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A Charlie Brown Christmas [Tree]

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Like so much in life, maybe you don’t pick your Christmas tree — it picks you.

I’m not sure why our evergreen reached out and grabbed us during our tree-cutting excursion in Park County a couple of weeks ago.

At the time, I was certain of the answer. My husband and I were standing just outside the truck, buttoning, zipping and tying up our kids, when that first slap of icy wind stung our faces. Sometimes, just going to the neighborhood market with a 3-year-old and 2-year-old is enough to induce aisle-rattling meltdowns.

It should have been apparent to us, then, that taking them out in a ground blizzard could spark some sort of toddler angst. It also should have occurred to us to at least take along some of the hundreds-of-dollars worth of outdoor kid carriers and equipment we have at home for instances such as these. On both counts, we didn’t come prepared.

But we had driven to South Park for the day to cut a tree, and we were certainly going to go home with one. So, off we went, the four of us, into the forest to cut down a glorious tannenbaum.

We didn’t get far. Just to the edge of the road where the deep snow began. That’s where Mommy and Daddy hoisted daughter and son on shoulders, and we were finally off on our tree-cutting adventure worthy of a Hallmark cover.

Then the whining really began. First it was from the kids.

After about a quarter of a mile, though, I couldn’t tell who was whining more, them or me. The snow and wind were driving needles into my cheeks and my son kept yanking on my hair to stay aloft my shoulders. All this, on top of trudging along a snow-covered 11,000-footer started to make me cranky.

Pretty soon, anything that even resembled a plant looked good to me. “Here. This looks good. How about this one?” I would say hopefully. Each time, my husband would grunt something that I could only assume meant, “More trudging.”

Then, I saw the tree of my dreams. It was THE one. It was a voluptuous beauty. Finally, I could put my son down to see if I had any hair left, and help nip this Hallmark day in the bud. Finally, we had found the only tree we could both agree on.

We promptly cut it down, somehow dragged it and our kids back to the truck and met the rest of our party back at our family’s cabin for some hot chocolate.

The next day, we set it up in our living room. But what had appeared to be a lusty, full-figured diva in the whipping wind on Georgia Pass turned out to be an Olive Oyl. Our Christmas tree was a tall, sparsely branched shrub.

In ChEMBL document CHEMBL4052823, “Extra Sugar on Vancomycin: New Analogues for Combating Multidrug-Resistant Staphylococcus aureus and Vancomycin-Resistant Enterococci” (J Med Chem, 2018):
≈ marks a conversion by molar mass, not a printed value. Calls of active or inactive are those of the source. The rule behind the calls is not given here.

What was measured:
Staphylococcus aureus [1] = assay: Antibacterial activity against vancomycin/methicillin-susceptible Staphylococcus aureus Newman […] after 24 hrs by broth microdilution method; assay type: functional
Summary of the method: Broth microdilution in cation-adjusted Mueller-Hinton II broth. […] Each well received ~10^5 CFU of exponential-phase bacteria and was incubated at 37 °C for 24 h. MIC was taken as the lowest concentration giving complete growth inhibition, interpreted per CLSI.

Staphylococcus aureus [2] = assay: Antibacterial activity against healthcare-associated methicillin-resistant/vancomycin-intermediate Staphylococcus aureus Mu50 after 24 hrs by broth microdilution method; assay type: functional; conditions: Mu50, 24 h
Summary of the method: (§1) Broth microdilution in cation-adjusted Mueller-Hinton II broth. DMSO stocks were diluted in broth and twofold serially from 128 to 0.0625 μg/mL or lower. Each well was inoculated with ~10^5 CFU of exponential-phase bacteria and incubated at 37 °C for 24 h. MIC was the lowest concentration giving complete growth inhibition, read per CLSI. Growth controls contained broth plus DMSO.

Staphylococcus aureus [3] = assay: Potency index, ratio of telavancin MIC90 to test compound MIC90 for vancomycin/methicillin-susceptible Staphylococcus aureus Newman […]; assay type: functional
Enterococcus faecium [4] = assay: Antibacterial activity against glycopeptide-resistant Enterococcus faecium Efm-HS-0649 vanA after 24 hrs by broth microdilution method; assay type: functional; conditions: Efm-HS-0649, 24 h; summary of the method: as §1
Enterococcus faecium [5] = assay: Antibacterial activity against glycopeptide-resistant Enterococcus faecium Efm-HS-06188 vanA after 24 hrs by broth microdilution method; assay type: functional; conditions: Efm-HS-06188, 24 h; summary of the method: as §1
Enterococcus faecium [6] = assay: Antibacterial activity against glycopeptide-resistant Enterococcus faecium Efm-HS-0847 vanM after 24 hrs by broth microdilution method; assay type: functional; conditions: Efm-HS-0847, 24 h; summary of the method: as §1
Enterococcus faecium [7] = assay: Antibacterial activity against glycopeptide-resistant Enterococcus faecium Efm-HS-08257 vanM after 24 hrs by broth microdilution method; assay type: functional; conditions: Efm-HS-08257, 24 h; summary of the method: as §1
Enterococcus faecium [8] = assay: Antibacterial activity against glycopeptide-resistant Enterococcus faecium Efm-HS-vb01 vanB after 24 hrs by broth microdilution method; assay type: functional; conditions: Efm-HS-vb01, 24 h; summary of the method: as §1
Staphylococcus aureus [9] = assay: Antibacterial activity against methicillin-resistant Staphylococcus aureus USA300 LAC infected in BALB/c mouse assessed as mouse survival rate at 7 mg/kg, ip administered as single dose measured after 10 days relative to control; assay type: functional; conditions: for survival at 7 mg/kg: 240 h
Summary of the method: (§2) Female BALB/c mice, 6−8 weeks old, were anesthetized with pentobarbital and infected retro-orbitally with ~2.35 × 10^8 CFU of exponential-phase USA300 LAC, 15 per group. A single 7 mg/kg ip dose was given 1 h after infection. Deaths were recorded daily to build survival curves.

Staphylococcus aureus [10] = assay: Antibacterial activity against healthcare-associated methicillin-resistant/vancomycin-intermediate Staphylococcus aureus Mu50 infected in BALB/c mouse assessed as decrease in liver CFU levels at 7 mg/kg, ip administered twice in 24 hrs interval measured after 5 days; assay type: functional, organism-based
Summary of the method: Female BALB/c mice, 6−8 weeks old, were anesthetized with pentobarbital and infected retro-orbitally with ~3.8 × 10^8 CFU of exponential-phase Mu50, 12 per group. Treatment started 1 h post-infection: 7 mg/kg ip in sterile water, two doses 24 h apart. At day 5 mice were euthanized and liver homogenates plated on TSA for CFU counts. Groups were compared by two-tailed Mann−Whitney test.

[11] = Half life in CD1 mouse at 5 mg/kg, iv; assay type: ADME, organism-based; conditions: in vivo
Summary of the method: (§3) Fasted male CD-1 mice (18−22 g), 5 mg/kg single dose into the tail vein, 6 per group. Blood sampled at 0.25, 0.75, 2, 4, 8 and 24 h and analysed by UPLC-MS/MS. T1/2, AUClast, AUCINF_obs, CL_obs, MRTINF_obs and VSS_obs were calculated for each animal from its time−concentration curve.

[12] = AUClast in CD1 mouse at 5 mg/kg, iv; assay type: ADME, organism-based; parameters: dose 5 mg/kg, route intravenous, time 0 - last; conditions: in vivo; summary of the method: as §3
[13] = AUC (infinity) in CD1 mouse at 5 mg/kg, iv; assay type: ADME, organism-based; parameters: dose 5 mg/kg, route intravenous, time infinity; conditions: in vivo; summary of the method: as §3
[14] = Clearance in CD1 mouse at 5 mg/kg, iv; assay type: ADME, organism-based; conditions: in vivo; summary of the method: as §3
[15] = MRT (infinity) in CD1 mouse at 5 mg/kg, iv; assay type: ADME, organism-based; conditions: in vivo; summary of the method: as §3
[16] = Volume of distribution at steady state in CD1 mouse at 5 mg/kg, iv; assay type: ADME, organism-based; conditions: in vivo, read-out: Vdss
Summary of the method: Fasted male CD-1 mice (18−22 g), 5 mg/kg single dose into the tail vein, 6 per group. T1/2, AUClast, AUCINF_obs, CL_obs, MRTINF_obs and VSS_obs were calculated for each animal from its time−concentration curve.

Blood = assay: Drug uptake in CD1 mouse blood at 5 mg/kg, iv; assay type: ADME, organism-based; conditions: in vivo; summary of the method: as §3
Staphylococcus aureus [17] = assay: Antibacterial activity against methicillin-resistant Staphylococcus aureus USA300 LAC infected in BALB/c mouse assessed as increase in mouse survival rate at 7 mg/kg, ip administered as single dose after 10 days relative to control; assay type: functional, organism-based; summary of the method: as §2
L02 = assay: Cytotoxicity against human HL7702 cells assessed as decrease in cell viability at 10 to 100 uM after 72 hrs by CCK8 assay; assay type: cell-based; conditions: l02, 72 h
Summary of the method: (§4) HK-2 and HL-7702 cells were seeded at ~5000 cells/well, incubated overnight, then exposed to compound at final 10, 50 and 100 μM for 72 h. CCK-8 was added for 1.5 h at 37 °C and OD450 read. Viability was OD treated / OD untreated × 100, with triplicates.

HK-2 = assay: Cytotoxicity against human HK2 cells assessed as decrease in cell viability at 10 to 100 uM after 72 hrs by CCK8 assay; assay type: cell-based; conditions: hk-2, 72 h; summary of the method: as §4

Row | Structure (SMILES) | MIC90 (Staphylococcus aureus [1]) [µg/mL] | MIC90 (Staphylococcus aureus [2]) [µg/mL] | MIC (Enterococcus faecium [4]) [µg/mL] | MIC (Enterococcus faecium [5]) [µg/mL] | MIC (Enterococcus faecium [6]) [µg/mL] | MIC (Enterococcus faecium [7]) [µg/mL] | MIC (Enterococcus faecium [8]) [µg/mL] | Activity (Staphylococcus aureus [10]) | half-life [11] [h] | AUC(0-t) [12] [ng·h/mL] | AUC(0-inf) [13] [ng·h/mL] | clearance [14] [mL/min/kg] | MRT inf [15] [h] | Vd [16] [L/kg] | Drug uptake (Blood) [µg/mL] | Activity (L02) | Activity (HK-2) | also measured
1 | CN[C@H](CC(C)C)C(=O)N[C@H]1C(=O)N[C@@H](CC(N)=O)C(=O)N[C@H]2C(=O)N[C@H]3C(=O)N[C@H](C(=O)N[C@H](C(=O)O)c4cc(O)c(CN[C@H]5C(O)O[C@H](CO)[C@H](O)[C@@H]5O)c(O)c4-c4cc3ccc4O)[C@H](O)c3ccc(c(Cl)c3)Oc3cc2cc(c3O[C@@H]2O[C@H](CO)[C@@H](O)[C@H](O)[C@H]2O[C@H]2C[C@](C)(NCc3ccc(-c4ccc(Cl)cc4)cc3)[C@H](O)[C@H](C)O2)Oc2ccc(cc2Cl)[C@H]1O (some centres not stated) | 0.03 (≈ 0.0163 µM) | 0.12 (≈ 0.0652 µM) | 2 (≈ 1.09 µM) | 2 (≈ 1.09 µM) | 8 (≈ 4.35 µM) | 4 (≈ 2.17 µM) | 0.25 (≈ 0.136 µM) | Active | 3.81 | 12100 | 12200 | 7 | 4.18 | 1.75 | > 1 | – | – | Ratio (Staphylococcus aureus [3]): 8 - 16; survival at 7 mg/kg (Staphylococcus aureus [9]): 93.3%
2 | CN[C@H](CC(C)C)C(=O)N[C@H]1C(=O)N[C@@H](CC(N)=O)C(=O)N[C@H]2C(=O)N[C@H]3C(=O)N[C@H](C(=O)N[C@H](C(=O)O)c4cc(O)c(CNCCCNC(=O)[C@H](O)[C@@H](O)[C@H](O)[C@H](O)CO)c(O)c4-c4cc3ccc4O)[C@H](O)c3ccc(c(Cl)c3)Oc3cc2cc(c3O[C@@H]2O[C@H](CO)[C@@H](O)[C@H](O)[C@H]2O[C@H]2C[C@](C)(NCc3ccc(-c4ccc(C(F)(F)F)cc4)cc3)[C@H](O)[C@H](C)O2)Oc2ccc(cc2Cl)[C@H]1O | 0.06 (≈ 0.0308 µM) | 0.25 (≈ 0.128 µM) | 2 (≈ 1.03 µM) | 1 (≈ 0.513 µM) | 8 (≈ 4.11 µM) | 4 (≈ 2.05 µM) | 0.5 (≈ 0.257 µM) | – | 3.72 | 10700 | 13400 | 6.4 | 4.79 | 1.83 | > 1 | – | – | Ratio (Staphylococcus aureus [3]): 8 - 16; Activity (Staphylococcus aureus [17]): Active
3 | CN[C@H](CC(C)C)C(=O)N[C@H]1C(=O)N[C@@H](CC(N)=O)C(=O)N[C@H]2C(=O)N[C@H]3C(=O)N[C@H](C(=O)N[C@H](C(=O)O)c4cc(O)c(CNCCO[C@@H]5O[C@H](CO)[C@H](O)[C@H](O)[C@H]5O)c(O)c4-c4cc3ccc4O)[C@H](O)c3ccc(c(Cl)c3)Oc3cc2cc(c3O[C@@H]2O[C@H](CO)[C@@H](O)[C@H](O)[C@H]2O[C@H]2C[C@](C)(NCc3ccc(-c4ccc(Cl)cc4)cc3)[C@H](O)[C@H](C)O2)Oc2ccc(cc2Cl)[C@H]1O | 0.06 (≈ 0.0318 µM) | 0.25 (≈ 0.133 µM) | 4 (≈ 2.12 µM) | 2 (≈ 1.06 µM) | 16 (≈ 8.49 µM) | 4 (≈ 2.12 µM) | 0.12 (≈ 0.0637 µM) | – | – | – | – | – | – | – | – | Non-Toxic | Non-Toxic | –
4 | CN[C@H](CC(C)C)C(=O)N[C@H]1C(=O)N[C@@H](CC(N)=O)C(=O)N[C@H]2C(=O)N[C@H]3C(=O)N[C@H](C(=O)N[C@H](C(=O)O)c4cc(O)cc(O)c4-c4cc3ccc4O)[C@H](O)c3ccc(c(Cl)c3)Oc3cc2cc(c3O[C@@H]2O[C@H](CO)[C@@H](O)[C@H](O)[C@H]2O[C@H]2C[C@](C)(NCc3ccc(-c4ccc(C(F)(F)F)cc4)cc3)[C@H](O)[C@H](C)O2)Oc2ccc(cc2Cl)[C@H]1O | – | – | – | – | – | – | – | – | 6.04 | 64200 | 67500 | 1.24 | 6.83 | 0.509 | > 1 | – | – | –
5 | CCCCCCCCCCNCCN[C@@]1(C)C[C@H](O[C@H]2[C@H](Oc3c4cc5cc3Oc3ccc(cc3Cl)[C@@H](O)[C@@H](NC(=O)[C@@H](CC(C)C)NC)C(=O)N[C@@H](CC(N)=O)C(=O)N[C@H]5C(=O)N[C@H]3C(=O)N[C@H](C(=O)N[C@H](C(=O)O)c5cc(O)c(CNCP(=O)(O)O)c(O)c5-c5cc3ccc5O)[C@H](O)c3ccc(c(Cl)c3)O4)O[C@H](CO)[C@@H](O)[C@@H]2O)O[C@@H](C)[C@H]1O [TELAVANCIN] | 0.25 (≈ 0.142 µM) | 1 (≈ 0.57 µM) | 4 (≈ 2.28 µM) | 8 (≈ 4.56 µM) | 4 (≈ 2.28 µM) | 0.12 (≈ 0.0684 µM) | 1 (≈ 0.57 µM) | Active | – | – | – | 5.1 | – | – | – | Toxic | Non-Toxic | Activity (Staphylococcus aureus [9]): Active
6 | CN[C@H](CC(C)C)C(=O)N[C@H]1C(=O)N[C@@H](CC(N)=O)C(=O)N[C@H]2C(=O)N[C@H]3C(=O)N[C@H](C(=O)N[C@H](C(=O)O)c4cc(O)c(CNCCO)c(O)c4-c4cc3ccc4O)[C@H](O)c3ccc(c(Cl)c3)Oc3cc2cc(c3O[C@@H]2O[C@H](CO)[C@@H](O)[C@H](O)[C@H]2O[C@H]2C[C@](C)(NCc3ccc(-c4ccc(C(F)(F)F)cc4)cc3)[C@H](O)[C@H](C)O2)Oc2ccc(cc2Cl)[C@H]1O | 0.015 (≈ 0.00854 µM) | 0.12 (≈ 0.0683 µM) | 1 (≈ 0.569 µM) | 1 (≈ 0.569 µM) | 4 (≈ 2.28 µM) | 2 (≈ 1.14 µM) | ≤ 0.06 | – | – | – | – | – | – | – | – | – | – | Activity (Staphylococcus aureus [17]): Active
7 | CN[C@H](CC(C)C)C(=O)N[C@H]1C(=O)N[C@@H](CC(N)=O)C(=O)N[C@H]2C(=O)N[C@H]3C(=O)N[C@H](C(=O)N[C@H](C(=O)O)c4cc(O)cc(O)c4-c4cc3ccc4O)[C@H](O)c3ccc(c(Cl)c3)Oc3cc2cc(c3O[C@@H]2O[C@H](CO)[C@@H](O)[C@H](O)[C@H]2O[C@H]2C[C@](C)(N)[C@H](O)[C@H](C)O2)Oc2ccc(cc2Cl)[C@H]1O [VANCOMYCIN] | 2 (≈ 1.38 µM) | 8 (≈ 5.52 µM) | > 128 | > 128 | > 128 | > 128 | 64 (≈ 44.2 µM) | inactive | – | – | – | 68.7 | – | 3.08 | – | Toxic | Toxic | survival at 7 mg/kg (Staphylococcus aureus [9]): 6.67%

I was a little annoyed at first. I’d find myself looking through other people’s windows, eyeing their big, beautiful trees. I stood agape at the mall, marveling at the fullness of the greenery. I just couldn’t help myself.

But now that I’ve had a couple of weeks to think about it, I’m starting to warm up to our little Charlie Brown tree. I even think it’s trying to talk to us, and I’m still trying to figure out what it’s saying.

Maybe it’s that we should focus on spending happy times with our loved ones this Christmas season, rather than spending more money and hectic, list-filled days.

Maybe it’s beckoning us to strip all the glitz out of what has become a light-show extraordinaire and turn Christmas back into a holy day. Maybe it’s telling us to find a little peace among a whirlwind of activity. Go organic. A la natural.

I’d like to think our little tree saw my family wandering through the forest on a cold, windy day and picked us, hoping to spread a little of its cheer and remind us of the promise and joy of the season.

Next time, though, I hope any tree that has a message will say it a little closer to the road.

Jennifer Starbuck is a freelance writer who lives in Centennial.

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Comments
  • comment avatar Amber Johnson December 21, 2007

    Two weeks after we bought our Christmas tree from the tree farm down the street, it died. Now its dead, lifeless needles are littering our floor.

    What message does it have for us? :-)

  • comment avatar Eva December 21, 2007

    This was cute! Like so many things in life (like finding your own tree), the idea is often better than the reality!

  • comment avatar SJ December 21, 2007

    Oh I love the tree! And I made a note to myself while reading your sentiments: wait until my kids are older before going through the same experience.

    Enjoy your holiday! And your special little tree.

    http://andallthejonesmen.blogspot.com

  • comment avatar Jenn December 22, 2007

    And a merry Christmas to you, too! I’m bonding with my little shrub as we speak…

  • comment avatar JP C December 23, 2011

    Fun!

  • comment avatar Lisa - Laughing Yoga Mama December 23, 2011

    I came home to a beautiful, full, and perfectly shaped tree standing in my living room this year. Unfortunately, it hadn’t come from anywhere near the forest.
    My dear husband and sons had gone out together and selected an 7 foot artificial tree with 900 lights!! I am not an artificial tree lover, I love my live (or partly dead, I guess) imperfect trees with all the work of watering and dragging it out to be composted after new years.
    I’ve been grumping about for a few weeks and am still struggling to accept this plastic beauty. It really is the best looking artificial tree I’ve ever seen, but it’s still fake.
    Wonder what message it’s got for me? Do fake trees talk like the real ones?
    Thanks for the great story and Merry Christmas!

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